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‘The Crown’: 7 Reasons Why the Netflix Series Should Dominate the Drama Emmys

In the fiercely competitive drama Emmy races, "The Crown" is a class-act British contender.

“The Crown”

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Do not buy into the idea that Netflix’s “The Crown” is just another dowdy “Upstairs Downstairs” period fantasy for tea-drinking “Downton Abbey”-loving Anglophiles. The most expensive series ever made brings the English royal family to vivid life, from building a life-size replica of Buckingham Palace, to designing a $35,000 wedding dres, to finding a series of vintage coupes.

Emmy voters showered the show with 13 nominations, including Oscar-nominated showrunner Peter Morgan, director Stephen Daldry, and star Claire Foy, supporting actress Vanessa Kirby, and supporting actor John Lithgow. Last week, BAFTA laid five television award nominations on the series as well.

Season 2, which takes place 1956-1964 and has an even bigger budget, will air later this year. In the meantime, here’s why “The Crown” could win the competitive Emmy race for drama series against “Stranger Things,” “This is Us,” and “The Handmaid’s Tale,” among other fierce competitors.

Netflix Event, Paris 11.04.2016 The Crown Panel Peter Morgan, Andy Harries

Peter Morgan and Andy Harries

Adrien Lachappelle/Netflix

1. It starts with the script

Executive producers Daldry and Morgan worked together on “The Audience” on Broadway, with Helen Mirren reprising her National Theatre role as the Queen. “Peter was fascinated with the story,” said Daldry, “and wanted to continue. We thought about long-form drama in order to explore a variety of storylines. It was a huge discussion. While the history is well documented, not a lot of people have put it all together.”

Working with researchers and story editors, Daldry and Morgan figured out the timeline. Season 1 begins just before Princess Elizabeth’s 1947 marriage to Philip Mountbatten and runs through her 1953 coronation (with various flashbacks), winding up in 1955. “What drew me in was the brilliant history of the post-war,”said Daldry. “It was the end of the empire, a country trying to find itself at the end of a tortuous, terrible war and redefine its place in the world. It was the end of the great imperial country that was Britain and the Queen at the center of it was the most famous woman in the world — and still is.”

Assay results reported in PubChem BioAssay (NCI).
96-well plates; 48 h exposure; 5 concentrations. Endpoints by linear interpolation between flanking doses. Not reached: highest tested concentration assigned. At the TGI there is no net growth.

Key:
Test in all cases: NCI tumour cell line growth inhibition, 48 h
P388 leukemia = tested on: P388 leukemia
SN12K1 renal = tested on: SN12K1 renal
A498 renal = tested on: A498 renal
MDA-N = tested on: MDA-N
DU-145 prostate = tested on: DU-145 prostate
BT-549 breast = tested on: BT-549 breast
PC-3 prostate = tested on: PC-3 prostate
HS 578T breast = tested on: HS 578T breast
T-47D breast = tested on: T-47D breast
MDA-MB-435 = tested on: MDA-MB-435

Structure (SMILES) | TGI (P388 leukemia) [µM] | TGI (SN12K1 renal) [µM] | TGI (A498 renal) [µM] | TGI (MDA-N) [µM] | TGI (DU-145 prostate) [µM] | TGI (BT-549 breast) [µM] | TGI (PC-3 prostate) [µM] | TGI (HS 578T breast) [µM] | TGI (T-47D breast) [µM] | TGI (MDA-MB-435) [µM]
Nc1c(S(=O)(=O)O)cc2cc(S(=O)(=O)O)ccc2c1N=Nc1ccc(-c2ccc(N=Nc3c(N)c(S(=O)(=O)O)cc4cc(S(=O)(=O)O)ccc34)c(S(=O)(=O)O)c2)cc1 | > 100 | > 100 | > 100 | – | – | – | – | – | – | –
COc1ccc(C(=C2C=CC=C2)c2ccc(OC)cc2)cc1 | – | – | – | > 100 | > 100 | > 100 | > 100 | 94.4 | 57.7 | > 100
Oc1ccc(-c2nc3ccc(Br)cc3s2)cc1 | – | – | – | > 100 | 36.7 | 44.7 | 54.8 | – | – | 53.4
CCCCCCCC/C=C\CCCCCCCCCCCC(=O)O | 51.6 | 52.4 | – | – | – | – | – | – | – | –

Morgan dug up the little-known fact that Elizabeth was not well educated. “I was surprised by the fact that she was only educated in the Constitution,” said Foy. “That was crazy to me. They deliberately educated her not to know anything. At the time, that’s how young girls were viewed and educated. People were imagining that she would have time to come into her own with an apprenticeship with her father. And she was expecting another 30 years of married life before she became queen. She didn’t have that time, and was thrown into the deep end with a scant education.”

“You can’t retrofit the strength of her reign,” Morgan told IndieWire. “But at the same time, one of the reasons the show is as moving as it is, is because you do know what comes. You do know that this person’s going to be there a hell of a long time.”

READ MORE: ‘The Crown’ Creator Peter Morgan Is Amazed That the Queen Isn’t Royally Screwed Up

Claire Foy and Vanessa Kirby, "The Crown"

Claire Foy and Vanessa Kirby, “The Crown”

Alex Bailey/Netflix

2. Claire Foy carries the series on her shoulders

“Elizabeth is difficult,” said Daldry. “She’s the most visible invisible woman in the world. That visibility and invisibility is hard to play. The actress provides a huge amount of subtext to being a hidden character as much as a visible one. And Claire was brilliant at both things at the same time. It’s an extraordinary journey for a young woman to have the crown thrust upon her and find a way to cope with the complex demands.”

While Foy knew there was “massive risk” attached to the series, the theater and television veteran (“Wolf Hall”) was at a point where she felt like “I haven’t anything to prove,” she said. “Looking back, I’ve been scared of everything I’ve done. It drives you to make it great. Everyone realized this was something exciting, not some sort of cheesy ‘royal’ program, that would have been really disappointing. We tried to get it right. We never thought it was easy, we never stopped.”

Foy gets bonus points for shooting as she was feeding a four-month old baby. “I was absolutely out of my mind the majority of the time,” she said. “That’s nice, isn’t? You just try your best. I was juggling the show and my life. But when I was acting, I didn’t worry about anything.”

Having completed two seasons, Foy is done. If the series continues, an older actress will take the role.

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